Until now, the buttons have been used to help people reorder specific items such as toilet paper or a laundry detergent. But this time, the cloud behemoth has tried to expand the reach to tap one of the fast evolving space- Internet of Things. The post presents the AWS IoT button as easy to configure.
The AWS IoT button is a developer kit that can be programmed to control internet-connected devices and services.
This programmable Wi-Fi button helps developers learn how to use AWS IoT, AWS Lambda, Amazon DynamoDB, Amazon Simple Notification Service and other Amazon Web Services.
“The button can be used as a remote control for Netflix, a switch for your Philips Hue light bulb, a check-in/check-out device for Airbnb guests, or a way to order your favorite pizza for delivery,” said Amazon in the announcement.
Amazon says that the new button can unlock or start cars, open garage doors, call a cab, call people, track the use of household chores, medications or products, or control home appliances as if people were using a remote control.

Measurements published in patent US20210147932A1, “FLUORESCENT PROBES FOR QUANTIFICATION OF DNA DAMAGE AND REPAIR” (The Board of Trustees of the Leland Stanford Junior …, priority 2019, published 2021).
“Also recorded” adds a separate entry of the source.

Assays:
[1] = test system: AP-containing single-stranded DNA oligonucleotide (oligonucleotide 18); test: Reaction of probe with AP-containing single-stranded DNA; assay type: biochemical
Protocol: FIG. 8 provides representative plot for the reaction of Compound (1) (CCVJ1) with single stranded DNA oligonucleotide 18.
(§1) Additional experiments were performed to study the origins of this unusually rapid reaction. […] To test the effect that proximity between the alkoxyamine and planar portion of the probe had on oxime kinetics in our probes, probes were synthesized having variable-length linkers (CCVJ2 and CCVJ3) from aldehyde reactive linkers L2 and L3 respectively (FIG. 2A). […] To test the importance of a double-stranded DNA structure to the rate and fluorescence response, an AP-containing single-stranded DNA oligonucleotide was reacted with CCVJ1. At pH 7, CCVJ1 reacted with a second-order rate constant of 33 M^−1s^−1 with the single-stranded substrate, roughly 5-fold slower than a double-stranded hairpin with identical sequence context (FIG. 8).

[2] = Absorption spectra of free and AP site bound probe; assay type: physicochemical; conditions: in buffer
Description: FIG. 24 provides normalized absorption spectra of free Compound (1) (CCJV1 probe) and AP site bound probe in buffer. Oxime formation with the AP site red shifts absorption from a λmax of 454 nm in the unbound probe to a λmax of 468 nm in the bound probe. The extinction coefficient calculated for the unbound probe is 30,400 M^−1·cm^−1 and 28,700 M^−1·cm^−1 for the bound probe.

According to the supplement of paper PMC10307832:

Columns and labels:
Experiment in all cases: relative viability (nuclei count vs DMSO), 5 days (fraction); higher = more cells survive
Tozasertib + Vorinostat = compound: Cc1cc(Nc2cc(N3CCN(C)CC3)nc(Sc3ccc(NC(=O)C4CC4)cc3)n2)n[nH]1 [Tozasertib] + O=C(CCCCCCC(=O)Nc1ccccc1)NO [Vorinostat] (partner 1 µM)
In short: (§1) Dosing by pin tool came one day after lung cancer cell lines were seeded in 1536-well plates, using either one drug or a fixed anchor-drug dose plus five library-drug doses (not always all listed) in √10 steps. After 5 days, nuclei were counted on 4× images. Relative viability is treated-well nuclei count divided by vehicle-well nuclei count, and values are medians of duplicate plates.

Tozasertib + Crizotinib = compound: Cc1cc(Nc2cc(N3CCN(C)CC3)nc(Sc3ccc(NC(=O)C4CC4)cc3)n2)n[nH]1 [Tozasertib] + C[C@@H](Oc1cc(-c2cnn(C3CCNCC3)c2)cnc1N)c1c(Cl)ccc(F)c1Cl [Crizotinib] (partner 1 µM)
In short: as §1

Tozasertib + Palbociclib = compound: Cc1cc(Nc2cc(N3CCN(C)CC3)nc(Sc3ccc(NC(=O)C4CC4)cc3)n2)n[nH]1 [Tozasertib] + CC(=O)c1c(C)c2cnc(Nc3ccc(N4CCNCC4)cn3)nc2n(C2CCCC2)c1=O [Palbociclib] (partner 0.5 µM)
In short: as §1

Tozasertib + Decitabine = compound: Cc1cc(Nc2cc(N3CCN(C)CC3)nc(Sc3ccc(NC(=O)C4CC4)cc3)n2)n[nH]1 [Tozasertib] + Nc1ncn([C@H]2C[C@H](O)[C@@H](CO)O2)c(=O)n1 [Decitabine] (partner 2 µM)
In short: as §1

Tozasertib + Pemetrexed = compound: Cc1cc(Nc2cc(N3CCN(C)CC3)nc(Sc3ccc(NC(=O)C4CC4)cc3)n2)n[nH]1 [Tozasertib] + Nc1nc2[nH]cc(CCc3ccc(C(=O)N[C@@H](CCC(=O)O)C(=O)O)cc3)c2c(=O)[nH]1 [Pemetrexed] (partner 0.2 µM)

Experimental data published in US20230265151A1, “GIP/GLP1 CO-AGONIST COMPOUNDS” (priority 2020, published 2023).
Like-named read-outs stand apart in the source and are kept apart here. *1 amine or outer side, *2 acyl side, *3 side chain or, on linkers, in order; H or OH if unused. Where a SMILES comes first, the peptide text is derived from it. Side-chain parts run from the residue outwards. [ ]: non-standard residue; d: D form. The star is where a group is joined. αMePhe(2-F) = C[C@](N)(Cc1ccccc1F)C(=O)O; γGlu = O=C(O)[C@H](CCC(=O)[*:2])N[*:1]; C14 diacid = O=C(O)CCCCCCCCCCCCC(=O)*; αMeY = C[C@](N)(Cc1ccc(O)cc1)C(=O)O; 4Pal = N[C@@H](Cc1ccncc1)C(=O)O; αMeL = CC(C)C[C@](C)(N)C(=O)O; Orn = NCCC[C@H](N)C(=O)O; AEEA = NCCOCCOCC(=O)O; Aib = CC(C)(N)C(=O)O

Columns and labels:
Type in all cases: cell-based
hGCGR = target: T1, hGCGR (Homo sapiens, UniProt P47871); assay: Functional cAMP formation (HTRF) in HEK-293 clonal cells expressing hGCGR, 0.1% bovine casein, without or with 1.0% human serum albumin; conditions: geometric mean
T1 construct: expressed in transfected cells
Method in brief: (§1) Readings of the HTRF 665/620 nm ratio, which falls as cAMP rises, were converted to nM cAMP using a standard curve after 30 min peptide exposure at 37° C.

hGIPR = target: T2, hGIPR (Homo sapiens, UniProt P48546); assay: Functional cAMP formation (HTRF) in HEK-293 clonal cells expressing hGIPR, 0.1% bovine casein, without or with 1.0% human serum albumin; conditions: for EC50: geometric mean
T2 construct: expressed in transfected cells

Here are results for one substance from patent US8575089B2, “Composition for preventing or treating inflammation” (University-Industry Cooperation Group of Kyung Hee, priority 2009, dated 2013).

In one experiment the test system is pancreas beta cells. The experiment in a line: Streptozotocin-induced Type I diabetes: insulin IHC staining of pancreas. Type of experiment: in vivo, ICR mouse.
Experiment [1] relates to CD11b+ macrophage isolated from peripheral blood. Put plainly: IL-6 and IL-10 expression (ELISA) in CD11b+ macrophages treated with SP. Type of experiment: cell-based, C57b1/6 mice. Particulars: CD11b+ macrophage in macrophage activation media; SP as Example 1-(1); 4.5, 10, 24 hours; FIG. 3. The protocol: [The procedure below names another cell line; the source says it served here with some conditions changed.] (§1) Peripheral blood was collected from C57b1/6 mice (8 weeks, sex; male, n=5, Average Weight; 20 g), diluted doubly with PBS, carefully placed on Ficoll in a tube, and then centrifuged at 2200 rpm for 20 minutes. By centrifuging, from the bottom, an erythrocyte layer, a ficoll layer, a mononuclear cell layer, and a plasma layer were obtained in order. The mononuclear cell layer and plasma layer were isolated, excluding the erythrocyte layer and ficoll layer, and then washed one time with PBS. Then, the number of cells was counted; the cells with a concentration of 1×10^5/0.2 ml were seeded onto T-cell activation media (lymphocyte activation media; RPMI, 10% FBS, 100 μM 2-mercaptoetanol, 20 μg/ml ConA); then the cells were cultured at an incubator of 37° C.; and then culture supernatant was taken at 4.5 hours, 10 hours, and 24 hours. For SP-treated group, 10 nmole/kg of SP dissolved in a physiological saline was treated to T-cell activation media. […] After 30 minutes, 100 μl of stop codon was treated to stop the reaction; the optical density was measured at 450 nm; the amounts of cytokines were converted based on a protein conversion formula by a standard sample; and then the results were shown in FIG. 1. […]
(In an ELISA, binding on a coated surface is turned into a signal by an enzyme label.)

“Put that all together, and you’re looking at an Internet of Things that’s powered by Amazon’s cloud, with a repurposed Dash Button as the sole interface”.
The AWS IoT Button, similar to the Dash Button, only has an active life of about 1,000 presses though, as the device’s battery will run out by then. For roughly $20, users can purchase the new AWS IoT Button, which has run out of stock now after less than a day in the market.
Although the AWS IoT Button continues to enhance shopping experiences allowing products from more than 100 brands to be ordered and delivered to a preset address, it opens new opportunities for developers and Internet of Things tinkerers to dig into.
“Connect it to things we haven’t even thought of yet. We can’t wait to see what you will build with the AWS IoT Button,” Amazon says.
This newly designed button also integrates with third-party APIs like Twitter, Facebook, Twilio, Slack or company applications. So now developers can connect it to things we haven’t even thought of yet. A steep lean towards developers would help Amazon learn how they can effectively use the company’s different cloud services, including its “IoT” offering that powers Internet of Things devices.